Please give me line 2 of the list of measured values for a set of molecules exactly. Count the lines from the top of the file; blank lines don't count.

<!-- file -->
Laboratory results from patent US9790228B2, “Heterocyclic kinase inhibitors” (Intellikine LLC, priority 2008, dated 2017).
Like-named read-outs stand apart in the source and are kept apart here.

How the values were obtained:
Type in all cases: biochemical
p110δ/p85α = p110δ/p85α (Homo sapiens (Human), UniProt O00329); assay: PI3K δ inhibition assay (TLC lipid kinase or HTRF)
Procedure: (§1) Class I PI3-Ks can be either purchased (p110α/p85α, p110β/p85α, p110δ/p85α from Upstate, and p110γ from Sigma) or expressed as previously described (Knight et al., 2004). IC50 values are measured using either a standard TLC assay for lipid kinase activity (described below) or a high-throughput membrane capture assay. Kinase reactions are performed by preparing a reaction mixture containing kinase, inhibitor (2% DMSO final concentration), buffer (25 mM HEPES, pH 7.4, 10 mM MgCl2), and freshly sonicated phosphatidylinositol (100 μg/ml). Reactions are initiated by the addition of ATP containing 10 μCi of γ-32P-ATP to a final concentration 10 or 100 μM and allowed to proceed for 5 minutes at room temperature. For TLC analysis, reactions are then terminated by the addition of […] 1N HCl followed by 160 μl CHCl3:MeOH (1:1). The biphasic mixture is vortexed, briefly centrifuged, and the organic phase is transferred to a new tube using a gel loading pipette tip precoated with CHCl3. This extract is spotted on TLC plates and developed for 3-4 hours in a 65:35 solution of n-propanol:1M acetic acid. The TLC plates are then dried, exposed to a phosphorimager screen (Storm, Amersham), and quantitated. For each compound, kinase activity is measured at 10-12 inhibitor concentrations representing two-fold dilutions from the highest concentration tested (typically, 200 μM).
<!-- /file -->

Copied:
Like-named read-outs stand apart in the source and are kept apart here.